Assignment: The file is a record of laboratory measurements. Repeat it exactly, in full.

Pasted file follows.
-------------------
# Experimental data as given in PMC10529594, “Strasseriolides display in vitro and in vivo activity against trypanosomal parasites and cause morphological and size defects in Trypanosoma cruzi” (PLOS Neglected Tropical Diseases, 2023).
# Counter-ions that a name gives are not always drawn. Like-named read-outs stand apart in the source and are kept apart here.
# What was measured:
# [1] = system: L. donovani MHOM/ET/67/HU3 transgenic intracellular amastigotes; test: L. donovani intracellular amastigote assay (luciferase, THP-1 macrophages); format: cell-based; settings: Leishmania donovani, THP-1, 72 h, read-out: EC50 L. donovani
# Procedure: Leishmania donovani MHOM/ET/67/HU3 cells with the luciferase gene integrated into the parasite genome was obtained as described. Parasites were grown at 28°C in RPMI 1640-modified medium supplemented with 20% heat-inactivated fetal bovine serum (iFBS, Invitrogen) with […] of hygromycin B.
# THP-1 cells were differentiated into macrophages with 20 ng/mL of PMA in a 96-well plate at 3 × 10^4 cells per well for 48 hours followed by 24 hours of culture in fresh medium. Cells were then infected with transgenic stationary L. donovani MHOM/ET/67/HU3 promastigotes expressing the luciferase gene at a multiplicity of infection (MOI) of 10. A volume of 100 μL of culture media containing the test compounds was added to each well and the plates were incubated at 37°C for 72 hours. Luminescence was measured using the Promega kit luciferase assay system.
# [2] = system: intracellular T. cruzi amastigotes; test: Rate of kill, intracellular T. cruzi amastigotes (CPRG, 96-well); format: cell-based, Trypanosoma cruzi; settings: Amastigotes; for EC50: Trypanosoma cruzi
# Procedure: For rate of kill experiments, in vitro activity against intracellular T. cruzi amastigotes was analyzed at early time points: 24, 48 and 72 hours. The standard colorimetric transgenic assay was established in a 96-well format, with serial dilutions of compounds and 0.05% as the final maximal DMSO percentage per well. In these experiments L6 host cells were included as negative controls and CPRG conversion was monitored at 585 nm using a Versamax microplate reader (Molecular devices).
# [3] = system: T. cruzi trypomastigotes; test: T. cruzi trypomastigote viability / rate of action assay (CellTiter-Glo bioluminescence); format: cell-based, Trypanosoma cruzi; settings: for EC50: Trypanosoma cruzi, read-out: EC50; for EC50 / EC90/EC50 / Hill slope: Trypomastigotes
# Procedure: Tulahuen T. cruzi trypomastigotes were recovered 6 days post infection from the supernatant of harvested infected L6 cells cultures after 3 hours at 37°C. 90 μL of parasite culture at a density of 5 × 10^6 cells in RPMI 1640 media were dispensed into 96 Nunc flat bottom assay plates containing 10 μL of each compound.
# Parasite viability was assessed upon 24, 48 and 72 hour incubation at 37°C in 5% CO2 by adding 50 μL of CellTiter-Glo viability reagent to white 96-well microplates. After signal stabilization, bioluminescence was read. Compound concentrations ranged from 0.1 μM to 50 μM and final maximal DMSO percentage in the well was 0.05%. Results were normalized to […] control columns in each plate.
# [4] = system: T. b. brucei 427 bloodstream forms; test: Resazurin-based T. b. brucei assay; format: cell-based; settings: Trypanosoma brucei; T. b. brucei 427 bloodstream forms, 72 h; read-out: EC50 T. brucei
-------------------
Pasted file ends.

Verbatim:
# Experimental data as given in PMC10529594, “Strasseriolides display in vitro and in vivo activity against trypanosomal parasites and cause morphological and size defects in Trypanosoma cruzi” (PLOS Neglected Tropical Diseases, 2023).
# Counter-ions that a name gives are not always drawn. Like-named read-outs stand apart in the source and are kept apart here.
# What was measured:
# [1] = system: L. donovani MHOM/ET/67/HU3 transgenic intracellular amastigotes; test: L. donovani intracellular amastigote assay (luciferase, THP-1 macrophages); format: cell-based; settings: Leishmania donovani, THP-1, 72 h, read-out: EC50 L. donovani
# Procedure: Leishmania donovani MHOM/ET/67/HU3 cells with the luciferase gene integrated into the parasite genome was obtained as described. Parasites were grown at 28°C in RPMI 1640-modified medium supplemented with 20% heat-inactivated fetal bovine serum (iFBS, Invitrogen) with […] of hygromycin B.
# THP-1 cells were differentiated into macrophages with 20 ng/mL of PMA in a 96-well plate at 3 × 10^4 cells per well for 48 hours followed by 24 hours of culture in fresh medium. Cells were then infected with transgenic stationary L. donovani MHOM/ET/67/HU3 promastigotes expressing the luciferase gene at a multiplicity of infection (MOI) of 10. A volume of 100 μL of culture media containing the test compounds was added to each well and the plates were incubated at 37°C for 72 hours. Luminescence was measured using the Promega kit luciferase assay system.
# [2] = system: intracellular T. cruzi amastigotes; test: Rate of kill, intracellular T. cruzi amastigotes (CPRG, 96-well); format: cell-based, Trypanosoma cruzi; settings: Amastigotes; for EC50: Trypanosoma cruzi
# Procedure: For rate of kill experiments, in vitro activity against intracellular T. cruzi amastigotes was analyzed at early time points: 24, 48 and 72 hours. The standard colorimetric transgenic assay was established in a 96-well format, with serial dilutions of compounds and 0.05% as the final maximal DMSO percentage per well. In these experiments L6 host cells were included as negative controls and CPRG conversion was monitored at 585 nm using a Versamax microplate reader (Molecular devices).
# [3] = system: T. cruzi trypomastigotes; test: T. cruzi trypomastigote viability / rate of action assay (CellTiter-Glo bioluminescence); format: cell-based, Trypanosoma cruzi; settings: for EC50: Trypanosoma cruzi, read-out: EC50; for EC50 / EC90/EC50 / Hill slope: Trypomastigotes
# Procedure: Tulahuen T. cruzi trypomastigotes were recovered 6 days post infection from the supernatant of harvested infected L6 cells cultures after 3 hours at 37°C. 90 μL of parasite culture at a density of 5 × 10^6 cells in RPMI 1640 media were dispensed into 96 Nunc flat bottom assay plates containing 10 μL of each compound.
# Parasite viability was assessed upon 24, 48 and 72 hour incubation at 37°C in 5% CO2 by adding 50 μL of CellTiter-Glo viability reagent to white 96-well microplates. After signal stabilization, bioluminescence was read. Compound concentrations ranged from 0.1 μM to 50 μM and final maximal DMSO percentage in the well was 0.05%. Results were normalized to […] control columns in each plate.
# [4] = system: T. b. brucei 427 bloodstream forms; test: Resazurin-based T. b. brucei assay; format: cell-based; settings: Trypanosoma brucei; T. b. brucei 427 bloodstream forms, 72 h; read-out: EC50 T. brucei